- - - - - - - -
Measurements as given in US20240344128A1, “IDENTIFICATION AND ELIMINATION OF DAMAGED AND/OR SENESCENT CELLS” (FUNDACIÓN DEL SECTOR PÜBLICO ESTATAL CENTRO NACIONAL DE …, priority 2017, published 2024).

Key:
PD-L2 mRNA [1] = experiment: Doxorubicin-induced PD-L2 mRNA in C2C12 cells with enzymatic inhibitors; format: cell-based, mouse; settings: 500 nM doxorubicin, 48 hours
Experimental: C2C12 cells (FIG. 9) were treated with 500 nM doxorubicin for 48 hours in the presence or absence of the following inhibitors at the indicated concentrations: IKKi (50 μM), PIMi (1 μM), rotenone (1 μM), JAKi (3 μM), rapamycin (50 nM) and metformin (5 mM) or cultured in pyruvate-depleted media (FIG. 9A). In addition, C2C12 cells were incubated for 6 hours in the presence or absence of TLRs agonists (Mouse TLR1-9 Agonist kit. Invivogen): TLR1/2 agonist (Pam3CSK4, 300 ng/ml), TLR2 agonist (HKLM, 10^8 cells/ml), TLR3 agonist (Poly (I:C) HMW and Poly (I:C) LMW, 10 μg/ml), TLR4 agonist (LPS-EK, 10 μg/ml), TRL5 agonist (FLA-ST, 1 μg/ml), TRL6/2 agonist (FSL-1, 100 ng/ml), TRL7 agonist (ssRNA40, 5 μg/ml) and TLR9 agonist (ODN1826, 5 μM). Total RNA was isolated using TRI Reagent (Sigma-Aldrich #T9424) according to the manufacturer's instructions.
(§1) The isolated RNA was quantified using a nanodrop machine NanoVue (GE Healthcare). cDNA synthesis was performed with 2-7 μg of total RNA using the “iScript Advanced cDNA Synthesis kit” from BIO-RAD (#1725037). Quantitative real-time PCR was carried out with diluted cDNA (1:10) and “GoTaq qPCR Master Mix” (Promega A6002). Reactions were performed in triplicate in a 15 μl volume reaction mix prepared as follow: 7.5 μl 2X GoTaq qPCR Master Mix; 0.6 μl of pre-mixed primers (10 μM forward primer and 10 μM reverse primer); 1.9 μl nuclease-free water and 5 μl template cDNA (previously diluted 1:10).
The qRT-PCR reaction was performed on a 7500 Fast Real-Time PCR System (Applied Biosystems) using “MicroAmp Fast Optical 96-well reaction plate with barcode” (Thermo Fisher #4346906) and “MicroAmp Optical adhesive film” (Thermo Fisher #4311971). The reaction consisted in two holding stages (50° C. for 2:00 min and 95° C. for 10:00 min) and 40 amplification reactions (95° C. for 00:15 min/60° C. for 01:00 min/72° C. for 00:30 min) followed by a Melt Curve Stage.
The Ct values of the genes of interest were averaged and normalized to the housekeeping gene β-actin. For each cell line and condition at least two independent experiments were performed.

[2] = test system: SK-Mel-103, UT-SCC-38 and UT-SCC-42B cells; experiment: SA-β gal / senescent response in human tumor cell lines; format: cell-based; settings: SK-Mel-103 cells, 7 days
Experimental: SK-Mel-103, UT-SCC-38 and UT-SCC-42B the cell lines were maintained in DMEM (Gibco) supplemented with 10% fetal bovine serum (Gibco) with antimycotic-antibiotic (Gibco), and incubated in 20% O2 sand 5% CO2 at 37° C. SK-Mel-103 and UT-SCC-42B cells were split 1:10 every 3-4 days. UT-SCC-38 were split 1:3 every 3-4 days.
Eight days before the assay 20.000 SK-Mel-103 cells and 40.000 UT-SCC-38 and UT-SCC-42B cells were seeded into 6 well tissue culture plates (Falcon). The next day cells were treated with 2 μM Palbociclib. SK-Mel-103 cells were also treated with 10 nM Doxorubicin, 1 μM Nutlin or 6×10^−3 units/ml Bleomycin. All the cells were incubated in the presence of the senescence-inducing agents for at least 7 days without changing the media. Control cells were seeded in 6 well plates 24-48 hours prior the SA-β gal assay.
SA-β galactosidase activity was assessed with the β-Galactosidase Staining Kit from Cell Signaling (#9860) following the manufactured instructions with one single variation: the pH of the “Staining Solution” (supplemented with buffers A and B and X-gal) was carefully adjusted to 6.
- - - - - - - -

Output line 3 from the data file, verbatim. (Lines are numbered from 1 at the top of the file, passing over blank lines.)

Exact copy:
PD-L2 mRNA [1] = experiment: Doxorubicin-induced PD-L2 mRNA in C2C12 cells with enzymatic inhibitors; format: cell-based, mouse; settings: 500 nM doxorubicin, 48 hours